Printed from ChabadRT.org

Weekly Newsletter Message

Would you rather a meaningful life or one of convenience?

A meaningful life is one full of doing good and bringing benefit to those around you at every opportunity, which often is not convenient. Meaning is associated with effort, growth and challenge. The things that are the most difficult in your life—a high-pressure job, raising kids, caring for a loved one—are often the same things that add the most meaning (and long-term happiness)

The more you seek convenience, the more you experience disappointment and frustration because every inconvenience or challenge is an impediment to your vision of an easy life.

On the other hand, if you seek meaning, you won’t be so thrown off by those inconveniences and you can even find a way to add more meaning as a result. That very same inconvenience or challenge can be seen as an opportunity to make yourself a better person and make the world a better place.

Everyone experiences difficulties, but if you seek meaning rather than convenience the disappointment and frustration will be far less.

It’s like going to the gym. If you go to the gym to relax, as if it’s a spa, you will be sorely disappointed, but if you go to the gym to exercise, the work will be just as hard, but the experience totally different.  

During those last few lifts at the gym, when your muscles are burning, if remind yourself why you are there and you will find the strength to push through.

The same is true with life in general. As Jews we have a daily reminder to seek meaning more than convenience.  It’s called Modeh Ani. The Modeh Ani is a one-line prayer recited first thing each morning that serves as a reminder as to why we are here. (see more here)

Try it out. The work will be just as hard but the experience totally different.

Shabbat Shalom 

Rabbi Benjy Silverman 

Thai Cave Rescue

What an inspiring story!  Divers and rescuers from around the world accomplished (what many referred to as) an impossible rescue.

 

It is a testament to what mankind is capable of. We can accomplish the impossible.

So why don’t we?

Why is there so much dysfunction all around us? Why is homelessness rampant? Why is our healthcare system broken? Why are there no cures for many diseases?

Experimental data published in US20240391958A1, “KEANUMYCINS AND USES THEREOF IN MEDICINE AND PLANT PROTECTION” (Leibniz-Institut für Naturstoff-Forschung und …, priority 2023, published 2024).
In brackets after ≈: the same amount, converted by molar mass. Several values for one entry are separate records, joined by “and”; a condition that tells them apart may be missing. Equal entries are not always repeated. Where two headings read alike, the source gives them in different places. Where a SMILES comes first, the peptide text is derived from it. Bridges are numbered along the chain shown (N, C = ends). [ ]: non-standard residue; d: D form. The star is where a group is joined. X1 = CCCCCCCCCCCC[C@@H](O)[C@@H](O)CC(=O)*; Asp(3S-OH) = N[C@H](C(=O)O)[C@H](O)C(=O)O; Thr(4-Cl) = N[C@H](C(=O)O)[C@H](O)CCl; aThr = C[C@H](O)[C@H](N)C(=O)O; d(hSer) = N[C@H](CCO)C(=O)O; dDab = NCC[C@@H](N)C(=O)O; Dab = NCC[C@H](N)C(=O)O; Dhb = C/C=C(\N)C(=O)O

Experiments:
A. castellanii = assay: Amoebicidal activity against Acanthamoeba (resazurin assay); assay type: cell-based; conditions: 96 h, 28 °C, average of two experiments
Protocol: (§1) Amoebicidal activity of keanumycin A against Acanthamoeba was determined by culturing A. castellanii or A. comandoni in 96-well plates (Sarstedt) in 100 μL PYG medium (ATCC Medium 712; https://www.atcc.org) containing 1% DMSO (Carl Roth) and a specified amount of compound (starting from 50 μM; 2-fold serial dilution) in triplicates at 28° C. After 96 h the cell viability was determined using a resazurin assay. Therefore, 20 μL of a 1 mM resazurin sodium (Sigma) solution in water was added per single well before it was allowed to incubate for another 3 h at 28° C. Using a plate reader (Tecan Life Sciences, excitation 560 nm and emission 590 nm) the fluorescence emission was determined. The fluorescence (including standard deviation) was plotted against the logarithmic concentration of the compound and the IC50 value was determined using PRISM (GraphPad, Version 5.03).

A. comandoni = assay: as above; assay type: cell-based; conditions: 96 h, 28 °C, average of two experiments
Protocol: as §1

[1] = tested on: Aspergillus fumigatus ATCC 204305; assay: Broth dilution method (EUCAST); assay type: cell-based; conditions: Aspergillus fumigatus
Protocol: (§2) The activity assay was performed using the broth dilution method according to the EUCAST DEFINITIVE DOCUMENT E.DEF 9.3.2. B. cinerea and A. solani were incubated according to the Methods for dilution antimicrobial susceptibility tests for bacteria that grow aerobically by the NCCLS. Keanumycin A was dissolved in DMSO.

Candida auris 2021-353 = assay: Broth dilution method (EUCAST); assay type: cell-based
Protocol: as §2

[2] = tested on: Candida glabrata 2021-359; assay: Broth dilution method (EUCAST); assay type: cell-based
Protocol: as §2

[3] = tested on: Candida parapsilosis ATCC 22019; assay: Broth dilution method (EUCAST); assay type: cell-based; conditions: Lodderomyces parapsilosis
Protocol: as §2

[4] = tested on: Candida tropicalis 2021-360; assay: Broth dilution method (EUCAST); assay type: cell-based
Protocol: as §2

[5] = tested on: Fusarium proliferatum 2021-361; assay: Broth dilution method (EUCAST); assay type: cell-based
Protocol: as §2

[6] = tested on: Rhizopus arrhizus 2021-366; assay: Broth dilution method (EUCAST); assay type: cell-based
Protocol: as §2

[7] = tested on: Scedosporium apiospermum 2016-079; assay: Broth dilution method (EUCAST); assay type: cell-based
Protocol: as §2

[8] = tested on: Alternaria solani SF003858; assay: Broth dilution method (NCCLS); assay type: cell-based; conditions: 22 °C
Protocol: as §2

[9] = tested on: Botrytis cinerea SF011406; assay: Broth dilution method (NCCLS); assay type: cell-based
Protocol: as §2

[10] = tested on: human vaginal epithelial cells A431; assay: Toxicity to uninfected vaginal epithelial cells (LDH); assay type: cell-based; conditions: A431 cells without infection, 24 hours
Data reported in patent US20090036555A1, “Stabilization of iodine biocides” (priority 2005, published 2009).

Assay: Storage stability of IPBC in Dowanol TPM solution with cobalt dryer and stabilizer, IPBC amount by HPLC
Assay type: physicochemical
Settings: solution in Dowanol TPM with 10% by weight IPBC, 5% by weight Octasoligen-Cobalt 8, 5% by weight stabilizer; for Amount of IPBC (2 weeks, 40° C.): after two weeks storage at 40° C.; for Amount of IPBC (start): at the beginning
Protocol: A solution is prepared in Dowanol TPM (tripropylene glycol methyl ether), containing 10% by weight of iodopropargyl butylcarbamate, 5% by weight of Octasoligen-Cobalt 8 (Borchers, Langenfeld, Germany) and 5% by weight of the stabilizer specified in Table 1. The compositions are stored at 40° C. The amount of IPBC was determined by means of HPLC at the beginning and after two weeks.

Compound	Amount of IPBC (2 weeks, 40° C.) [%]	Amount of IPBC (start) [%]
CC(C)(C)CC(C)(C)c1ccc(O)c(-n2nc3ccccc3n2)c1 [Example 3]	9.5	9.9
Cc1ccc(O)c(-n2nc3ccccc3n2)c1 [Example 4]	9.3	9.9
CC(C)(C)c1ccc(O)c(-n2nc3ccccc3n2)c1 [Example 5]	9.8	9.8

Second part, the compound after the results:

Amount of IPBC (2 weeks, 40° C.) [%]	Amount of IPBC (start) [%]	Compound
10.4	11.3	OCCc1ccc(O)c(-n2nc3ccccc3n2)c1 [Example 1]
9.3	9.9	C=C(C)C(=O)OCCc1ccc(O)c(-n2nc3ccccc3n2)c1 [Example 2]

It’s not because these problems are too large, but rather because we are caught up in politics and pettiness. If we could get rid of personal agendas and politics we would solve every one of them.

But does it take a crisis to put all agenda's aside? Can we throw away the pettiness on an average day?

This week we read a double Torah portion. The second portion, Masei, reviews the Jews journey through the desert and it’s not a very flattering review. The forty years in the desert were full of dysfunction, complaining and rebelling.

But there was one exception; after the infamous sin of the Golden Calf, G-d said: Let them build something together. Instruct the Jews to build a home (tabernacle) for me. This simple command transformed the Jews. During the whole construction of the tabernacle there were no complaints and no dysfunction. The Jews came together and rose to the occasion.

Building something together enables us to transcend our individuality and the impossible becomes possible. But absent a shared goal we descend into individual pettiness and personal agendas and the possible becomes impossible.

During the Thai cave rescue there was a crisis that brought us together, but we don’t have to wait for an acute crisis to build together. All we need is a vision.

This is true on a personal, national and global level.

On a personal level we'll use the example of a marriage. A marriage with a vision, in which the individuals see themselves as coming together to build something greater than themselves, is a marriage of harmony that transcends personal agendas.

On a national level - the cure to the dysfunction in America today is to clarify our national vision. Do we know what we are building together? Is there clarity in our education system and beyond to what it is we are aiming to build?

When we are busy building something together our political differences complement each other, contributing to the “building project” in their unique way, rather than detracting from one another.

And finally on a global level, working together to “build a home for G-d in this world”, we can accomplish the “impossible” and bring peace, prosperity and harmony to our world.  

Shabbat Shalom

Rabbi Benjy Silverman

 

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